CPI stands for counts per inch, or how many times the mouse sensor will read its tracking surface, aka your mousepad, for every inch it’s moved. This is commonly referred to as DPI, but CPI is a more accurate term. The lower the CPI, the further you have to move the mouse to move the cursor on the screen.
Angle snapping, also called prediction, takes data from a mouse sensor and modifies the output to create smoother movements. For example, if you try to draw a horizontal line with your mouse, it won’t be perfect—you’ll make some subtle curves in the line, especially at higher sensitivities. Angle snapping smooths out those curves and gives you a straight line instead. This is generally bad because it means your cursor movements won’t match your hand’s movements 1:1, and angle snapping will not be useful in most games. Thankfully, almost all gaming mice have angle snapping disabled by default.
Acceleration is probably the most reviled, most scrutinized issue with gaming mouse sensors. When a mouse sensor exhibits acceleration, your cursor will move faster the faster you move the mouse; this is often considered bad because moving the mouse slowly six inches across a mousepad will move the cursor differently than moving the mouse rapidly same distance. This introduces variability that can be hard to predict.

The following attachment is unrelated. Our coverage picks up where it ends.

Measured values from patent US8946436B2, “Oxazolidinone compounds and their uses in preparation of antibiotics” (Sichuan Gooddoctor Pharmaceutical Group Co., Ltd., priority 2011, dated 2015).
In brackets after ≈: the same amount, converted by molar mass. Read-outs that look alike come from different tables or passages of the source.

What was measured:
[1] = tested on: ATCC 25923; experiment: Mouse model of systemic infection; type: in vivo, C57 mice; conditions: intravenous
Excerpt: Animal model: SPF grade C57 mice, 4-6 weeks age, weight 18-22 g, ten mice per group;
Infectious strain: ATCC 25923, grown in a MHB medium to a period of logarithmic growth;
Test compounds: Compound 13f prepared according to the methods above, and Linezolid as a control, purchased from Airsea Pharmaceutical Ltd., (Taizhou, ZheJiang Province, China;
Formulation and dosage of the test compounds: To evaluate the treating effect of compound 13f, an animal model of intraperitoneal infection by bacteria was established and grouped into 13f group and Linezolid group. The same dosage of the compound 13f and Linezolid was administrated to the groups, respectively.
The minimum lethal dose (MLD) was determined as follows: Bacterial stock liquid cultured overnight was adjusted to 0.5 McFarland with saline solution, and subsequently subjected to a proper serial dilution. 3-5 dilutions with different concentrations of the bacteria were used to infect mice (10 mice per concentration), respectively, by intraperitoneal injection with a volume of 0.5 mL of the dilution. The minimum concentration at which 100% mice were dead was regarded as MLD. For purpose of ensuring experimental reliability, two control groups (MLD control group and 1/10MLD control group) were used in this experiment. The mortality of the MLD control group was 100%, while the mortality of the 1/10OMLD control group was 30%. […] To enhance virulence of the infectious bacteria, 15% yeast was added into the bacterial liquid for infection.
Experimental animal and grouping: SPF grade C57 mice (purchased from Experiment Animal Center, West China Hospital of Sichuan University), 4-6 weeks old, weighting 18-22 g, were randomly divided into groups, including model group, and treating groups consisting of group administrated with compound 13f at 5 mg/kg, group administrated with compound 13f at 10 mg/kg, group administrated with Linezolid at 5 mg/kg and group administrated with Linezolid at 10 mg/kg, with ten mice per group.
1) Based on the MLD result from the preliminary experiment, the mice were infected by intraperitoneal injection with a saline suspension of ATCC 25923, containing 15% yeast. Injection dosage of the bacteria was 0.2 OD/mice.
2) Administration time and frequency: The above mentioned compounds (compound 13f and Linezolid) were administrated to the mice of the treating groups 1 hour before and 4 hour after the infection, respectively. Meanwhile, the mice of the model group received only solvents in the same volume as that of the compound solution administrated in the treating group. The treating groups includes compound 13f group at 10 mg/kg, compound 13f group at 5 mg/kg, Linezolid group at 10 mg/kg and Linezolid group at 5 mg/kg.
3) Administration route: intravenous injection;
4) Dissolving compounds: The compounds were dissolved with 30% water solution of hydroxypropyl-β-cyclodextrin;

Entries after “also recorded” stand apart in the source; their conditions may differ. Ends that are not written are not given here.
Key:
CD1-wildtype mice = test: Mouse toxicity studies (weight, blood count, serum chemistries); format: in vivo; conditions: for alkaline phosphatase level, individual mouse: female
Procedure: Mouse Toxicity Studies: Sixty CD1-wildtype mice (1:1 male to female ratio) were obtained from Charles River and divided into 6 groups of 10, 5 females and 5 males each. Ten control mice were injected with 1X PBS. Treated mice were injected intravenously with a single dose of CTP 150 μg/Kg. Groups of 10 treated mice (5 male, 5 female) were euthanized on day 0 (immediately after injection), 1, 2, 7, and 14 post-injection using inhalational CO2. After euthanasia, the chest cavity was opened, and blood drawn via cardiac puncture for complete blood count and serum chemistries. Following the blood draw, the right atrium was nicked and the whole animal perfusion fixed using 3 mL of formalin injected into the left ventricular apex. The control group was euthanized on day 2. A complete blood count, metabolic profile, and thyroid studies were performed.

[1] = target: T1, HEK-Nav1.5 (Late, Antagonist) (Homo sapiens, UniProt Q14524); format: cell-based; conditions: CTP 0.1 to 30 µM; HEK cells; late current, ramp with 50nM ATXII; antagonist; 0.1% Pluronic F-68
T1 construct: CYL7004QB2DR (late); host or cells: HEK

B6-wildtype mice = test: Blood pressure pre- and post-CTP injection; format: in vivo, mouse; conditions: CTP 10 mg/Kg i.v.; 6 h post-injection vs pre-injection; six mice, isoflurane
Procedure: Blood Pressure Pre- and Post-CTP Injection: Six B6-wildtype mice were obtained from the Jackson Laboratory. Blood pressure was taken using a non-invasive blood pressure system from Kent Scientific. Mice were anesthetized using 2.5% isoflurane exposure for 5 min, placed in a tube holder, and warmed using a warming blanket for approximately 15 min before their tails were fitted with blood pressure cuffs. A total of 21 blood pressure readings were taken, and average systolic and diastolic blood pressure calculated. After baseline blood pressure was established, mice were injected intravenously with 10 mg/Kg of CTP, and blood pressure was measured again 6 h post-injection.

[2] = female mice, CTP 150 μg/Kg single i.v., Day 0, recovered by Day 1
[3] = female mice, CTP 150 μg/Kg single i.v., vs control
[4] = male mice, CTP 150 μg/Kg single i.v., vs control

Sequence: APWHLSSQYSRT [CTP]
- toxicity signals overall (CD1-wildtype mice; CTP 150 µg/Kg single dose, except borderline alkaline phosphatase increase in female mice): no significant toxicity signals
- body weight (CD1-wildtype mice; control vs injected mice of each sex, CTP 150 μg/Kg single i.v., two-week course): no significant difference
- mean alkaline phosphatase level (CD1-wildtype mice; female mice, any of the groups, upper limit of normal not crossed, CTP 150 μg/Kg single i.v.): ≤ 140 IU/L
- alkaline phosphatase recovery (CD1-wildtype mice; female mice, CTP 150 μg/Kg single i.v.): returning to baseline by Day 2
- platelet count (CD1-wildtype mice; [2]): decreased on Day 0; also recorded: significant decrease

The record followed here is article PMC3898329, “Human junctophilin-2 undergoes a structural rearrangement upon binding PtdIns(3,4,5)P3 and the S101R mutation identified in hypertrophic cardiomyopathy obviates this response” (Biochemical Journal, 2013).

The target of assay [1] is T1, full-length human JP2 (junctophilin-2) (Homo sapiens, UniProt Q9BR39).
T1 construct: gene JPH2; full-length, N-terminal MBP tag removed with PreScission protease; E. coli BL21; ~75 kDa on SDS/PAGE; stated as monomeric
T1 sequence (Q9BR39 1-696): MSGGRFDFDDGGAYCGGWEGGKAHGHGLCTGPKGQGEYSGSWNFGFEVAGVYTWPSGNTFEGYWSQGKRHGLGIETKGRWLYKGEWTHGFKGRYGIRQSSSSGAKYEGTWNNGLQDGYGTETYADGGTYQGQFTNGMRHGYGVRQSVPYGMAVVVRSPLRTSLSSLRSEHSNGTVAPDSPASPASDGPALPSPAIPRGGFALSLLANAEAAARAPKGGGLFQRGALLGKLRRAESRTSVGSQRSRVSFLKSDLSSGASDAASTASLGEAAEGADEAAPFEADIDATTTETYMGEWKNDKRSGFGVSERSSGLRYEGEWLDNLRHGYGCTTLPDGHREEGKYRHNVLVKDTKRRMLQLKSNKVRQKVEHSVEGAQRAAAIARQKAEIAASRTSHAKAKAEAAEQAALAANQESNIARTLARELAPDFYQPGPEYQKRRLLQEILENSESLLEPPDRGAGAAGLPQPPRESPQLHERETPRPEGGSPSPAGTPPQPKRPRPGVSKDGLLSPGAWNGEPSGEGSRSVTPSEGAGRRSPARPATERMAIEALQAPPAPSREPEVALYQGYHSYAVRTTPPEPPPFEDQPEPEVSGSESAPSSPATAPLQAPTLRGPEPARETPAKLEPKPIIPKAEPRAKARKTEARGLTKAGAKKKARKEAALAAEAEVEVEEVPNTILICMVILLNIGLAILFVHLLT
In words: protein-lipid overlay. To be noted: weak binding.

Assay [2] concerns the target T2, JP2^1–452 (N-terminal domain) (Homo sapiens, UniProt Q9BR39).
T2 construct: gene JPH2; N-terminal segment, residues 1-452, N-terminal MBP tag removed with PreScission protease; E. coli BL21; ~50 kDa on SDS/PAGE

Perfect control speed, or malfunction rate, refers to the speed at which the mouse can be moved while still tracking accurately. Most gaming mice will track extremely accurately when moved at slow speeds, but low CPI players will often move their mice large distances across the mousepads at very high speeds. At high speeds, especially at high CPIs, not all mouse sensors can retain their tracking accuracy. The point at which the sensors stop tracking accurately will differ between CPI levels.
IPS measures inches per second and the effective maximum tracking speed of any given sensor is rated too. Not to be confused with the gaming monitor panel type by the same name, the higher the IPS of any given mouse, the better it can keep up with high-speed movement and maintain accuracy.
Lift-off distance is still a popular metric in mouse enthusiast circles,
Though it does not affect most gamers. LOD refers to the height a mouse has to be raised before the sensor stops tracking its surface. Some gamers prefer a mouse with a very low lift-off distance because they play at very low sensitivity and often have to lift their mouse off the pad to “reset” it in a position where they can continue swiping. With a low LOD, the cursor will not be moved erratically when the mouse is lifted.